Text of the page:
It should be note that SO2, though an air pollutant, contributes to a net cooling effect in the form of aerosol. Of course it is important to cut down SO2 emission in the region, but if there is no provision to cap CO2 at the same time, the problem of local warming will only exacerbate, as SO2 promote cloud formation which reflects heat, and because of its comparatively short lifetimes, the concentration in the atmosphere decreases much faster than that of CO2.

Proactive Compensation Scheme-Zero Damage to the Environment

Avoidance of habitat damage and environmental degradation should be the guiding principle when planning infrastructure. But when it is not feasible, damage to the environment should be kept to minimum, preferably zero. Although the present Environmental Impact Assessment process includes evaluation of gaseous emission, it pertains more to air quality impact than GHG emissions. As large scale transport infrastructure such as highways and the logistic park will general large amount of GHG, we suggest that a proactive compensation scheme such as tree planting should be implemented to offset the emissions.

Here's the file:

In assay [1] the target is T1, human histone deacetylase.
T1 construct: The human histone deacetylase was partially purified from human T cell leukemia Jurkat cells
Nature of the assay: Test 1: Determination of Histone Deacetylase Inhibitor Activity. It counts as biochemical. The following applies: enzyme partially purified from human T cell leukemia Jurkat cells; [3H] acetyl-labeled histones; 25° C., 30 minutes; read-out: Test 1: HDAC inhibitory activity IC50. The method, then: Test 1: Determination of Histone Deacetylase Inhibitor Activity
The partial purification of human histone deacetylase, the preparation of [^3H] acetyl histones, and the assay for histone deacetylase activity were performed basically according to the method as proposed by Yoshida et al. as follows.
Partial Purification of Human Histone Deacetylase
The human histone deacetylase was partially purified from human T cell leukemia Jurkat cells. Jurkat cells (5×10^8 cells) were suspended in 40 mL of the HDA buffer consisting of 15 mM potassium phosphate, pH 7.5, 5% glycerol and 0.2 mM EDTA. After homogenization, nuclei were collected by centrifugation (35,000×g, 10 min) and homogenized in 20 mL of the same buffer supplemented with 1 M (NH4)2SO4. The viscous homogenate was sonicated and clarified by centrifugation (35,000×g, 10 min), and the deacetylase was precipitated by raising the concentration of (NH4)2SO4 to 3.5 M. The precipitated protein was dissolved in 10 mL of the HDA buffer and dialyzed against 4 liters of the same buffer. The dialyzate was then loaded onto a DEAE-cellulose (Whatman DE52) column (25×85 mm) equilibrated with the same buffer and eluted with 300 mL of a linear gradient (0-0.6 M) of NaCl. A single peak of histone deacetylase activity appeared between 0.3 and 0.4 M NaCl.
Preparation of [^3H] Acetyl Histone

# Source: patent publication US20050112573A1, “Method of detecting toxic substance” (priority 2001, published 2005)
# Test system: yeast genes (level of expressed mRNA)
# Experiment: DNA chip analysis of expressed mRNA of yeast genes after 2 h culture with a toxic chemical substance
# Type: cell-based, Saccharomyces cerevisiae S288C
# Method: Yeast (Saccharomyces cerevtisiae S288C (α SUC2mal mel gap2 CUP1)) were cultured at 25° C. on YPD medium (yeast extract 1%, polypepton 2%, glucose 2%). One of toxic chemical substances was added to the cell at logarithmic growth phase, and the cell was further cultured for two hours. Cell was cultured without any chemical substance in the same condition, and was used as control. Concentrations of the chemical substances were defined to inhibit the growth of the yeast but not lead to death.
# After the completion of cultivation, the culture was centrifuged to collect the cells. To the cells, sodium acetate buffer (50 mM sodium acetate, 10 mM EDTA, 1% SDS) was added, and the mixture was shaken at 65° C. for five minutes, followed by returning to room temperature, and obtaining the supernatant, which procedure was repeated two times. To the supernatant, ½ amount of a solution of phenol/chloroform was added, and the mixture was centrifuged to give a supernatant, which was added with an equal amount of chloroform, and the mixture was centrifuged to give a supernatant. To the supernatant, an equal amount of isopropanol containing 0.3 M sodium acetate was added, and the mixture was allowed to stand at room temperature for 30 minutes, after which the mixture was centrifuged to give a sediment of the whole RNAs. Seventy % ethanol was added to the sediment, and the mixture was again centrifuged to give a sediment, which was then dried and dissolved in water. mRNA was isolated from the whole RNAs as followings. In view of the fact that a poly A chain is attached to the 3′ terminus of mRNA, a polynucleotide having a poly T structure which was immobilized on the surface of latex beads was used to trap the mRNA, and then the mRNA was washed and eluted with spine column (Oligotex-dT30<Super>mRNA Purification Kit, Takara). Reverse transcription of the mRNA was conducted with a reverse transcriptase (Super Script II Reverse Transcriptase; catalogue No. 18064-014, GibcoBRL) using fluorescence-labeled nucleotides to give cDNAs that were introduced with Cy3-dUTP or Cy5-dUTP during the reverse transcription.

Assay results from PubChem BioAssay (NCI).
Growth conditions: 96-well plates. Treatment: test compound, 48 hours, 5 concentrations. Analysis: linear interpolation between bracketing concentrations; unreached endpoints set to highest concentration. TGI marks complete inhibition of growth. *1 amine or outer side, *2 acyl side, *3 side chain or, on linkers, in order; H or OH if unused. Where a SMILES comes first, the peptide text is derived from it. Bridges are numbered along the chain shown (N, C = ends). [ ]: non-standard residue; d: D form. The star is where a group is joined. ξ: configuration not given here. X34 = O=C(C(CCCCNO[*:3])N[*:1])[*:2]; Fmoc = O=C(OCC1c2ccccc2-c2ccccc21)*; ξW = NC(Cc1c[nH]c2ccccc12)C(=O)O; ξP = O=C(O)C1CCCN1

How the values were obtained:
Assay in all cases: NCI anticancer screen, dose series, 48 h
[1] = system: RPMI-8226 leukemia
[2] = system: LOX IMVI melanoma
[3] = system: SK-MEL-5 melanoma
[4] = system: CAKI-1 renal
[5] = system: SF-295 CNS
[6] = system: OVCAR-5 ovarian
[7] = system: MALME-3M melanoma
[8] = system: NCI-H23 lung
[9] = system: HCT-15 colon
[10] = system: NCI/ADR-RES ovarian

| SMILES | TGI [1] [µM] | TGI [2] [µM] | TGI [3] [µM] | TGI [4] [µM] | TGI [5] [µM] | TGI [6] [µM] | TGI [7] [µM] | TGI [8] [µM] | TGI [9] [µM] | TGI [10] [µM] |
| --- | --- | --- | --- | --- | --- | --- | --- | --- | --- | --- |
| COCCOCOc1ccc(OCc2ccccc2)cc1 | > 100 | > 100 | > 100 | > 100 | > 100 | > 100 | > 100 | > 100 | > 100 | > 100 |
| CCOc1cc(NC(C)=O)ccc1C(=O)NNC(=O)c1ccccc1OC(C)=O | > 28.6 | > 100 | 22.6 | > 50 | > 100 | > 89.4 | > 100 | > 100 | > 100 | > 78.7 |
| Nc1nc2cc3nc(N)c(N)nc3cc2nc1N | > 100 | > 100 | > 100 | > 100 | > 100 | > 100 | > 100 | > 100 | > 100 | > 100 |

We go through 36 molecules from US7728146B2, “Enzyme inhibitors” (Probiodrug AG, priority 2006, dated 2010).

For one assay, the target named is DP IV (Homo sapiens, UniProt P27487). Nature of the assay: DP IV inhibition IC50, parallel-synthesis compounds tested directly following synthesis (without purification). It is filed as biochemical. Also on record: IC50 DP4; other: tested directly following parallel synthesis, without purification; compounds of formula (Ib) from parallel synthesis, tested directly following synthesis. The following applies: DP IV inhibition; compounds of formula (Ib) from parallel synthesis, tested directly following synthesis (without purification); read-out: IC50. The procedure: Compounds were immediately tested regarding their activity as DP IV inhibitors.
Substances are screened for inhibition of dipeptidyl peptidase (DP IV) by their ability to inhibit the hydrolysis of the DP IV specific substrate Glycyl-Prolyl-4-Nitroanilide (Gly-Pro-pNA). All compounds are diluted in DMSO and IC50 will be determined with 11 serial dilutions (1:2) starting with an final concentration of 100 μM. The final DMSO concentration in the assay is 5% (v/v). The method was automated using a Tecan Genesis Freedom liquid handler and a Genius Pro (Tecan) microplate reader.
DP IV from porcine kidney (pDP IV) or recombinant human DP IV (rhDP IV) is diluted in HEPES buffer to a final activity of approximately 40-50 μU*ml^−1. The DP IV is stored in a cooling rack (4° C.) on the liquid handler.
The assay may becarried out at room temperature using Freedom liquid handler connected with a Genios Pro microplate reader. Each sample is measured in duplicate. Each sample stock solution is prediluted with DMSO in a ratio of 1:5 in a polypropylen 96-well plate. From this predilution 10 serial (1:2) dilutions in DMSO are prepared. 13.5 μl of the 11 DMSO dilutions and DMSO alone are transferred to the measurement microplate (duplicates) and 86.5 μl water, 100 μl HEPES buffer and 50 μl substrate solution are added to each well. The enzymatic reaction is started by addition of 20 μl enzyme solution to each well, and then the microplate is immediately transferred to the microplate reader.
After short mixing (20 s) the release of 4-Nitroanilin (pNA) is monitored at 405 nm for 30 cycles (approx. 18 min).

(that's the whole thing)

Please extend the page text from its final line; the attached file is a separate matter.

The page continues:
Auditing Offset Programs

As “carbon offset” is becoming a lucrative business in many places, it is a matter of time when it will reach Hong Kong. We suggest that all offset programs must be duly audited by an independent and authorized agent.

Response Strategy

Besides developing mitigation policies to reduce greenhouse gases emissions, the Administration should also formulate a response strategy to prevent or reduce the degree of the adverse effect of climate change.

Disaster Management

It is expected that climate change and global warming will lead to more unstable and even chaotic climate. The rising sea level, higher possibility of sea surge, flooding and the potential of the visit of super-typhoon might increase the risk of natural disasters.

Preparation and coordination of related departments with the government during the disaster moment ought to be improved to cope with the warming world.

Higher Energy Demand and Heat Stress